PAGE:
Scientists at Glasgow University have discovered a more effective method of triggering the death of cancer cells.
Caspase Independent Cell Death (CICD) has led to the complete eradication of tumours in experimental models.
Currently most anti-cancer thereapies (chemotherapy, radiation and immunotherapy) kill cancer cells through apoptosis, a process which activates proteins called caspases, leading to cell death. However apoptosis therapies often fail to kill all cancer cells, leading potentially to relapse. They can also have unwanted side effects that may even promote cancer.
The Glasgow scientists wanted to develop a therapy that kills cancer cells while also mitigating toxicity.
Dr Stephen Tait, Cancer Research UK Beatson Institute, Institute of Cancer Sciences, said:
"Our research found that triggering Caspase Independent Cell Death (CICD), not apoptosis, often led to complete tumour regression. Especially under conditions of partial therapeutic response, as our experiments mimic, our data suggests that triggering tumour-specific CICD, rather than apoptosis, may be a more effective way to treat cancer."
Unlike apoptosis, which is a silent form of cell death, when cancer cells die through CICD, they alert the immune system through the release of inflammatory proteins.The immune system can then attack the remaining tumour cells that evaded initial therapy-induced death.
The researchers used lab-grown colorectal cancer cells to show the advantage of killing cancer cells via CICD. These benefits may apply to a wide-range of cancers.
Dr Tait added:
"In essence, this mechanism has the potential to dramatically improve the effectiveness of anti-cancer therapy and reduce unwanted toxicity. Taking into consideration our findings, we propose that engaging CICD as a means of anti-cancer therapy warrants further investigation."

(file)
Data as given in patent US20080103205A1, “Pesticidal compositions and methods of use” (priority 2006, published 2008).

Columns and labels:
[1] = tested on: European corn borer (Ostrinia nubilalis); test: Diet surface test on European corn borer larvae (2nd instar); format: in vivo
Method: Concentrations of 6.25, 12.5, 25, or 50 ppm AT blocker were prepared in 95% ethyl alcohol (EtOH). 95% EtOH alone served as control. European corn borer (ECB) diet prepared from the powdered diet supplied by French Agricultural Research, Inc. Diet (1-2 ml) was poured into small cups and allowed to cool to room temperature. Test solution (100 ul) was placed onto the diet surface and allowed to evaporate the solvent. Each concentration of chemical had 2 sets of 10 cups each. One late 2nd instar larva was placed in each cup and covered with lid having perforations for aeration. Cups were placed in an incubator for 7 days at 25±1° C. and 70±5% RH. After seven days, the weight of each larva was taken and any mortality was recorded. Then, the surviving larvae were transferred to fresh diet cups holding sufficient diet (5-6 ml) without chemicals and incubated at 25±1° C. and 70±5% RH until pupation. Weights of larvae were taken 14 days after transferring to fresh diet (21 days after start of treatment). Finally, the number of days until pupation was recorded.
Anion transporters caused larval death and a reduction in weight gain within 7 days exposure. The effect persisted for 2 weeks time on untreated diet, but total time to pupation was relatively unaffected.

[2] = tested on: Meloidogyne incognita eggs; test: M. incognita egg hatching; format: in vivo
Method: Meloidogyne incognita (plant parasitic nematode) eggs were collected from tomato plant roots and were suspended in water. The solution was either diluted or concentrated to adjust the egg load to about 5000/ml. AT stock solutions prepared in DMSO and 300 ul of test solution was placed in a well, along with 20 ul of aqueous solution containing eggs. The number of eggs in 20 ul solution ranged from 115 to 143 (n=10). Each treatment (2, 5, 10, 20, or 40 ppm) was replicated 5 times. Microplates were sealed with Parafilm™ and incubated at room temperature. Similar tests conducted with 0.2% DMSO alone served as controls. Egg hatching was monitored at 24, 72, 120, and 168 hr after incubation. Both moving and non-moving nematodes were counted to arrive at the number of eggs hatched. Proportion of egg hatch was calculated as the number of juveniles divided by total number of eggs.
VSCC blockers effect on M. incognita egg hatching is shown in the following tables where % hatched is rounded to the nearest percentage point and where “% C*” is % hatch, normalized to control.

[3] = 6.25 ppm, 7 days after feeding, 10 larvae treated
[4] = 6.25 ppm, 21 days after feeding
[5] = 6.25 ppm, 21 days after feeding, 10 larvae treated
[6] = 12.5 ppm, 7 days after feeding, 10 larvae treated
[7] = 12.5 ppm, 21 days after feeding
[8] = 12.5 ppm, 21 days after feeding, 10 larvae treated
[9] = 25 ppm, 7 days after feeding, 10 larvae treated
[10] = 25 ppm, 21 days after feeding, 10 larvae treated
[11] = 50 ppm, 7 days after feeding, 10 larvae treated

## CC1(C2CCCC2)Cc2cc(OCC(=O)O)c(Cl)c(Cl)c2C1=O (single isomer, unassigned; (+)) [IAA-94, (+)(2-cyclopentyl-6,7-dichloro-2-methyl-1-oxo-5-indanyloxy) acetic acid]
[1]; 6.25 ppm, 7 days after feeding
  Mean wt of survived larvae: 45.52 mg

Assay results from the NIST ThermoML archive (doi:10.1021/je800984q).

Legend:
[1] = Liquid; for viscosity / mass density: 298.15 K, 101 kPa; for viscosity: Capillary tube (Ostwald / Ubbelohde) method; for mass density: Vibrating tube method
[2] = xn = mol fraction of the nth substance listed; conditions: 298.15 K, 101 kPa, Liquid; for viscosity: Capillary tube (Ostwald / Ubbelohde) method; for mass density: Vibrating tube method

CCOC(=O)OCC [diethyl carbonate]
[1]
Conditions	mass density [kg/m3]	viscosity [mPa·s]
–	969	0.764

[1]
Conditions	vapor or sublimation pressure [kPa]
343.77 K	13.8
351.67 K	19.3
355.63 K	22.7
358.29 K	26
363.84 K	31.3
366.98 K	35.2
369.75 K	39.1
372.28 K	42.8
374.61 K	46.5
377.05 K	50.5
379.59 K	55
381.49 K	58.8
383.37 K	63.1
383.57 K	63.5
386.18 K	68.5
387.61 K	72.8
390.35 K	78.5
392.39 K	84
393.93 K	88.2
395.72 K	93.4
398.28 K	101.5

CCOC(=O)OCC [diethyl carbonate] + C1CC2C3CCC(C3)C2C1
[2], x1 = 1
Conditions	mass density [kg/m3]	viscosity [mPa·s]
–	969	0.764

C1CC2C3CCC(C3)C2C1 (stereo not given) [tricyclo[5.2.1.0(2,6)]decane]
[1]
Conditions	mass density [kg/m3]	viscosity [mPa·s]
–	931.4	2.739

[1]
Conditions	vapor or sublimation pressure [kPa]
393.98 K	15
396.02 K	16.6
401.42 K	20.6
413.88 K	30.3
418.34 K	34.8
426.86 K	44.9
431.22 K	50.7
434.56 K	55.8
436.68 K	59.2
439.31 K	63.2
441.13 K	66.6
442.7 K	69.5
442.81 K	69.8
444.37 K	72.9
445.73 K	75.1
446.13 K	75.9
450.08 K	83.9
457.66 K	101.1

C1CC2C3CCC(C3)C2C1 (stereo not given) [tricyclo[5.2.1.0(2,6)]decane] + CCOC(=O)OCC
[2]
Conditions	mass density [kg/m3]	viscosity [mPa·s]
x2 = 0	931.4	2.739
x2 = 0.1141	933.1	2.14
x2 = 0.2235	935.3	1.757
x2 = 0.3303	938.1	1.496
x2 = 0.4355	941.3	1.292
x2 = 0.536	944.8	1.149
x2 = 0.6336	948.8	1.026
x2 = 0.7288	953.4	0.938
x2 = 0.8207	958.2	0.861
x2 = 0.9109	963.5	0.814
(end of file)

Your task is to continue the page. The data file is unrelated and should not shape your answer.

Dr Justine Alford, Cancer Research UK's senior science information officer, said:
"Although many cancer treatments work by triggering apoptosis, that method sometimes fails to finish the job and instead may lead to the tumour becoming harder to treat. This new research suggests there could be a better way to kill cancer cells which, as an added bonus, also activates the immune system. Now scientists need to investigate this idea further and, if further studies confirm it is effective, develop ways to trigger this particular route of cell death in humans."
Kenneth Gibson MSP commented:
"It is early days but this exciting development will give real hope to huge numbers of people. It is also heartening that such cutting edge medical research; research which could benefit all humanity, is taking place here in Scotland now.
"We led the world in discovering anaesthetics, insulin and penicillin. This is yet another medical development that could save and change countless lives."
The research paper, Mitochondrial permeabilization engages NF-kB-dependent anti-tumour activity under caspase deficiency, is published in Nature Cell Biology and was funded primarily by Cancer Research UK.